Investors – or anyone with a savings account or pension – could be unwittingly funding climate change, smoking or the arms trade. But should it matter?
Unless it’s under the bed or in a deposit box, your money doesn’t just sit still: it’s being constantly invested in businesses to generate returns.
What those businesses do with your money has a very real effect on the world we live in. You could be funding everything from the development of a life saving vaccine, to the manufacturing of deadly weapons.
But what if you only invested in the good – whilst excluding the bad?
Coins against climate change
Since 2017, I’ve been trying to avoid investing in companies that contribute to climate change, a journey I recently wrote about for Which? Money.
Three years ago I lived in Australia, and the mass death of coral on the Great Barrier Reef seemed a horrifying reminder that time was running out to protect the planet.
Whilst this is a huge endeavour, I saw my job as relatively simple – get my pensions and investments out of fossil fuel companies.
I started by setting up an ‘ethical’ pension and, when I returned to the UK, opened stocks and shares Isas with investment companies Vanguard and Nutmeg.
Both investments have been impressive: they were simple to set up, charge low fees and (touch wood) have been recovering quickly from COVID-19.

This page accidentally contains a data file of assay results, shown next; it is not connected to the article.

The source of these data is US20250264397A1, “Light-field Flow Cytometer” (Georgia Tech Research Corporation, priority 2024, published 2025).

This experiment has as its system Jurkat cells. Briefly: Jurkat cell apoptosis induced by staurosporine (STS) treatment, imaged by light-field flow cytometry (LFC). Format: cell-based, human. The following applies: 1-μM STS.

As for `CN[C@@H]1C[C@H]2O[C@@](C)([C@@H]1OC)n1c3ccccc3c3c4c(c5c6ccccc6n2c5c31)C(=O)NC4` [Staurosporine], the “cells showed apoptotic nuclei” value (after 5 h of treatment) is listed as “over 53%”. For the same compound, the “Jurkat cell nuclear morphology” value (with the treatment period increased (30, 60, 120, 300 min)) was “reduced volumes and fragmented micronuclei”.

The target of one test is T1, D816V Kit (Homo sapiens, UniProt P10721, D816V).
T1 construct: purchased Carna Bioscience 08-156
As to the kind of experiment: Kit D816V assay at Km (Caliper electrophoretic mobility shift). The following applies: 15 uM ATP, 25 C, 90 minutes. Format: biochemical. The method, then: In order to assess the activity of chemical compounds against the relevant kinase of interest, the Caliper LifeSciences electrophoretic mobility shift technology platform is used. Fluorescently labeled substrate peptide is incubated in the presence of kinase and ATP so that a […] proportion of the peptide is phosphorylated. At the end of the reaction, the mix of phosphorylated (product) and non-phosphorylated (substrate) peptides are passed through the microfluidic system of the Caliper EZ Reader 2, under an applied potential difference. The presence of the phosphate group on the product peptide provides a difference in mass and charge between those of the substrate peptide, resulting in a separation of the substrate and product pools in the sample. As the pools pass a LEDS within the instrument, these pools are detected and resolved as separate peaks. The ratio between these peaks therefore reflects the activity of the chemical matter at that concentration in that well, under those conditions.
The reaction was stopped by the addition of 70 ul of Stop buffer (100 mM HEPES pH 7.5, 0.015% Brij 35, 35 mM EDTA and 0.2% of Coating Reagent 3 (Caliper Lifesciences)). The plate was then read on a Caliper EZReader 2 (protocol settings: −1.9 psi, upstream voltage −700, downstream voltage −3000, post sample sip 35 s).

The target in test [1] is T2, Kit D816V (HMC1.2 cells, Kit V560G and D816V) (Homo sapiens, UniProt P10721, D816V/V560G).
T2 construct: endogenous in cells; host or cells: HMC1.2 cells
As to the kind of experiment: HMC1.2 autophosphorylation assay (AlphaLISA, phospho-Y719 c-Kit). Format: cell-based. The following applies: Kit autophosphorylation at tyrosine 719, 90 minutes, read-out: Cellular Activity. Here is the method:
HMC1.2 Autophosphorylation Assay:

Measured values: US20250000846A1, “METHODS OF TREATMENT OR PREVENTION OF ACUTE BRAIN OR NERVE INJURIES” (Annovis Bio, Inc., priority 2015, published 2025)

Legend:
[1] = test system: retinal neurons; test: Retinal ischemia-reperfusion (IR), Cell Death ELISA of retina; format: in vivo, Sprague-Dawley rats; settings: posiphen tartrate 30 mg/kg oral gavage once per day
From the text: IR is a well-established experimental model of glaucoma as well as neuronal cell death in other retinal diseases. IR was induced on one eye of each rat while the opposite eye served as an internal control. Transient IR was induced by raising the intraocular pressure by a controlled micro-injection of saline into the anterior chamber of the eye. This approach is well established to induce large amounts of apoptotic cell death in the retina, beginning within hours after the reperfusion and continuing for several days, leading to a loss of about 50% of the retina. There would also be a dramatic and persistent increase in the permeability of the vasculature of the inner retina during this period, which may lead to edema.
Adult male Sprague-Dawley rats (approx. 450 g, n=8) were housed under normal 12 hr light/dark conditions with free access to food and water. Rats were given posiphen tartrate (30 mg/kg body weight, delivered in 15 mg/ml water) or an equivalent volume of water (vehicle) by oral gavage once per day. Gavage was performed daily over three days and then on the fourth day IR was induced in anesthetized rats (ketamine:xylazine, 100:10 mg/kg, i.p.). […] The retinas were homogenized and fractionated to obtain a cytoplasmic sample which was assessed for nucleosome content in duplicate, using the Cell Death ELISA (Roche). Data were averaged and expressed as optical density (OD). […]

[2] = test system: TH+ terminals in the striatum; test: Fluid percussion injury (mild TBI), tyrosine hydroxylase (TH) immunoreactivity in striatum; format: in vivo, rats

But writing about values-driven investing has led me to reconsider. I was appalled to find oil company Royal Dutch Shell among the holdings in Vanguard’s European SRI fund. And my confidence in the data used by Nutmeg to include and exclude companies has been shaken.
Still too difficult
I don’t think my original aim was naive. There are highly regarded investment funds out there that screen out polluting companies, headed by fund managers with decades of experience.
The problem is, it’s taken me three years and thousands of pages of jargon to find them.
Picking investments should require thought and research. That shouldn’t mean all investors need to be experts, or be capable of reading between the lines of ill-defined and inconsistent industry labels like ‘ethical’, ‘socially responsible’ or ‘Environmental, Social, and Governance’ (ESG).
That’s why Which? is calling for the Financial Conduct Authority to regulate the use of industry labels, so investors have a better idea of where their money is going.
The stakes are high – the fund management industry now offers thousands of funds to values-driven investors. Pension providers are slowly following in their footsteps. Savings accounts may come later, although there’s little on offer at present.
Listen to more about ethical investing in the latest Which? Money Podcast:
Do you care?
Which? thinks investors, as consumers, should know what they’re buying.
But we’re agnostic about which issues should be prioritised, or whether you should take issues into account at all when it comes to your investments, pensions or savings.
Do you think morals and money should ever mix?
Have you tried to pick your own investments, to avoid or embrace certain industries?
Let us know in the comments.